I can say that I may have had an incident recently that did change a client prospect’s tune. Not sure yet. This was a client who had told me my price was outrageous (which I wouldn’t justify with a response). I saw him at the trade show last month. Damn if he didn’t ask me if I handled PR and proceeded to say we needed to have a conversation. However, I’m not clapping yet. I suspect he thinks his admonition had put me in my place and I’ll fall in line with whatever budget he’s dreaming up. Not a chance — I’m overworked right now and have plenty of client prospects interested who think my rates are just fine. I’m doing myself a favor and avoiding his issues, which I suspect would quickly become my issues.

    Typically, I do take a harder line with people looking for an instant discount. For it to work for us both, we have to be on the same page. Some of these prospects aren’t even reading from the same book. But I think if you’re a new writer, it’s fine to ask a prospect what their budget is. They should be willing to share it (if not, they might indeed be bargain-hunting). You’ll know then if it’s something you can afford. Plus, I’d say do your homework and know what your minimum rate is. It makes the negotiating so much easier knowing your lowest acceptable rate.

    Also, one of the primary lessons new writers can learn — their lack of funds isn’t your problem to solve. Sometimes the client’s budget and your rate simply won’t mesh. It’s okay to wish them well and walk away. You can’t be all things to all clients.

  4. Peter Bowerman
    Peter Bowerman says:

    Thanks Mike, Peter and Lori!

    Mike, good stuff as usual, and as I read through your descriptions of everything you—and so many newbies did/do (like a gambler grasping at what he hopes will be the big score), I realized that that early-stage lack of confidence is, for the overwhelmingly majority of people, an unavoidable step along the way.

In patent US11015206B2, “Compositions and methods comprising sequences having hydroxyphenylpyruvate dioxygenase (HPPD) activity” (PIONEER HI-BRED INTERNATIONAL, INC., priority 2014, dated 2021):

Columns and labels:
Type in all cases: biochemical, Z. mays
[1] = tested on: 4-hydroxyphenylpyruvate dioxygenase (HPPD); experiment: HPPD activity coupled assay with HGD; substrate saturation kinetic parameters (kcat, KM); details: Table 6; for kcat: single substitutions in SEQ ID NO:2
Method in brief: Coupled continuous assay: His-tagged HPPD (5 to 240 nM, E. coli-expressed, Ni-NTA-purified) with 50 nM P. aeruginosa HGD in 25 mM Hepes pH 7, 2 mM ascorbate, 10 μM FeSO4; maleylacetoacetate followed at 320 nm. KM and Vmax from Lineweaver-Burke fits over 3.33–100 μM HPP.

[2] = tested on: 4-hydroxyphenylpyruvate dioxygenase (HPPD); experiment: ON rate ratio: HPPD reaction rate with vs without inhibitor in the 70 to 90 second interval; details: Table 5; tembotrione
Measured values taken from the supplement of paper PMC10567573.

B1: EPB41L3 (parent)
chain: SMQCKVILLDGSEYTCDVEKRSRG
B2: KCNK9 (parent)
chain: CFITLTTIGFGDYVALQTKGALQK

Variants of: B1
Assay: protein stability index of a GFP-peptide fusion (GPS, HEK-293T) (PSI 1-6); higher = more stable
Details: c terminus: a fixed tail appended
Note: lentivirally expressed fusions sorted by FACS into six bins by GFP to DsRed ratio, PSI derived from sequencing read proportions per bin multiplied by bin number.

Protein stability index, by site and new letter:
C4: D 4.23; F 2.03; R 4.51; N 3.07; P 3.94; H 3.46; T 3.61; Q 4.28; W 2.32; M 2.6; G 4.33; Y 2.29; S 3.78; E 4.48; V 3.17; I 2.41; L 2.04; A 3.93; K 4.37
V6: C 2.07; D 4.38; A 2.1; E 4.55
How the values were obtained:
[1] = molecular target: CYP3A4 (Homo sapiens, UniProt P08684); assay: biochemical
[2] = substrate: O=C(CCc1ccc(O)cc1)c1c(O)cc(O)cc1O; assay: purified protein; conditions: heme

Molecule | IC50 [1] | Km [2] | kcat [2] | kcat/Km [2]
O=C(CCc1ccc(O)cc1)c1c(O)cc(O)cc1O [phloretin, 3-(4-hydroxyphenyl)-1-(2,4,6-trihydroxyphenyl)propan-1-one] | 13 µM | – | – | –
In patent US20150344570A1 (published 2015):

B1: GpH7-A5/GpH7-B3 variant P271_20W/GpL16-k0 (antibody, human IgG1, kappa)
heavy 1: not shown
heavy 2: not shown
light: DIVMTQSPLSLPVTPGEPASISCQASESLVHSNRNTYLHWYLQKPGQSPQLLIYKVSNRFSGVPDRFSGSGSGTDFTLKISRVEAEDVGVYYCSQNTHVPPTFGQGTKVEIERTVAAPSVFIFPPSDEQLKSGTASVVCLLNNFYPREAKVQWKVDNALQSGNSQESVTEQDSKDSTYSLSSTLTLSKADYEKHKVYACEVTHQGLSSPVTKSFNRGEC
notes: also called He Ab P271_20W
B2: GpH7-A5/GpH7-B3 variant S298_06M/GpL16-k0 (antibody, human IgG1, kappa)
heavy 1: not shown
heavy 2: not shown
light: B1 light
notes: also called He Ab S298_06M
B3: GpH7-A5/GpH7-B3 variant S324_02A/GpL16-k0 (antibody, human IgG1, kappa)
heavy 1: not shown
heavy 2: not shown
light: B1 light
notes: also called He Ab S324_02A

Enough times making mistakes and giving in when we shouldn’t, is precisely what we need to do to gain the confidence to NOT make a habit of those less-than-resourceful behaviors. But, to think we could all be so self-possessed right out of the gate is a bit unrealistic. Like that old saying reminds: Good judgment is born of experience, and experience is born of bad judgment. 😉

    So, true, Peter – a discount for no particular reason absolutely sets the wrong tone, and more importantly, sets a precedent of client using us as a doormat. As Lori nicely pointed out, if you’re going to offer a discount, then make sure you’re changing the scope of the project or expecting some other concession from the client.

    Good for you, Lori, for holding that client’s feet to the fire. Would’ve loved to have been a fly on the wall when they got that email. And I loved the simple brilliance of, “Their lack of funds isn’t your problem to solve.” Absolutely right, yet how many times have all of us (at some point or another) shouldered that burden?

    But newbies will still do all those things until they get burned enough to stop.


  5. Lori
    Lori says:

    True enough, Peter. I think another lesson they need to learn (and one that I’ve just written an upcoming blog post for) is admitting mistakes. The lessons you learn from screwing up are so valuable. If you as a writer can’t own up to yourself for that, guess what’s going to happen again and again until you do?

    I say if you’re already deep into the flames, make sure you get your s’mores out of it. LOL

  6. Christy Tucker
    Christy Tucker says: